The Chartreux (pronounced shar-true) is a French breed that’s been around for centuries. These cats are known for their short, blue-gray coats and quiet demeanor.
This undemanding breed is calm, independent, and at times silly. If you would relish the company of a sweetly silent companion—and you’re open to interpreting her mimed body language—the Chartreux makes a wonderful pet.
These cats are somewhat rare today. Because of that, Chartreux kittens usually cost around $1,000–$1,500, depending on age, pedigree, and other factors.
Chartreux feature short gray coats, sweet, round faces, and glimmering copper-color eyes. These cats have large, muscular bodies with short, slight limbs, and they’ve been lovingly referred to as a “potato on toothpicks.” These cats typically weigh 6–12 pounds and stand 9–11 inches tall.
“This is a slow-maturing breed that reaches adulthood in three to five years,” says veterinarian Kurt Venator, DVM, PhD and Chief Veterinary Officer at Purina.
The Chartreux’s solid blue-gray coats are a defining trait of the breed—although kittens can have light tabby markings or spots that go away with age. As these pets grow older, their silky, water-repelling coats also become more woolly in texture. Not a fan of shedding? Be forewarned, Chartreux do leave behind their fair share of loose hairs—especially in the spring.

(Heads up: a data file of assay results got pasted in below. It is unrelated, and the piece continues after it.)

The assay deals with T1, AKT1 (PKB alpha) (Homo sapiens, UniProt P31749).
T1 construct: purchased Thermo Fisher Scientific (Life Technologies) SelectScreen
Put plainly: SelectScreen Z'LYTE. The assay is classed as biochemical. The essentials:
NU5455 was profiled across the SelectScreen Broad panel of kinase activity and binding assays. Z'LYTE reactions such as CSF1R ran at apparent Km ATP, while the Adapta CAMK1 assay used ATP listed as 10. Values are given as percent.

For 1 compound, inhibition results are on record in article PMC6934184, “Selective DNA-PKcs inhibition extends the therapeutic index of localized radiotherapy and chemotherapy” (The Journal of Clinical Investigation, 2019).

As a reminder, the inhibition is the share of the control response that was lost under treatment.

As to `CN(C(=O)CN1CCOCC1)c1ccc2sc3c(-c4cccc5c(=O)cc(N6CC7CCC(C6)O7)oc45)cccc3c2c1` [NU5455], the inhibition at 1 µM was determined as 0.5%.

The Chartreux has been compared in appearance to British shorthairs and Russian blues. Russian blues have more silver-looking hair and more dense and plush coats than the Chartreux, while British shorthairs have wider heads and are generally a larger breed.
These cool cats are independent and somewhat aloof. They do love you, but they’re smart enough to entertain themselves. Following you from room to room or sleeping in your bed are little ways they show their love without being too intimate. The Chartreux will never demand your affection, but they will always appreciate your attention. They’re also incredibly observant and prefer to watch from the sidelines silently.
In fact, this quiet breed barely makes a peep. When the Chartreux does pipe up, it’s more of a small chirp than a real meow. Chartreux cats appear to use body language at times rather than sounds, giving the impression of a mime. Yet while these stone-cold kitties may seem serious, they can actually be quite silly—and they’re smart enough to know when they’re being funny. Some Chartreux owners swear these cats have a real sense of humor.
These gorgeous gray companions also have super-fast reflexes and are excellent mousers, thanks to their silent and observant nature.
Living with a Chartreux, you’ll likely need to be as observant as your pet. Because these soft-spoken kitties are unlikely to make much noise if things are bothering them, you should pay close attention to their habits and temperament and take notice of changes.
These cats are far from shy and timid, but they definitely don’t go out of their way to make new friends. Their calm, undemanding nature means Chartreux cats are fine to be left at home alone for a bit—they won’t knock over your things or wail in protest.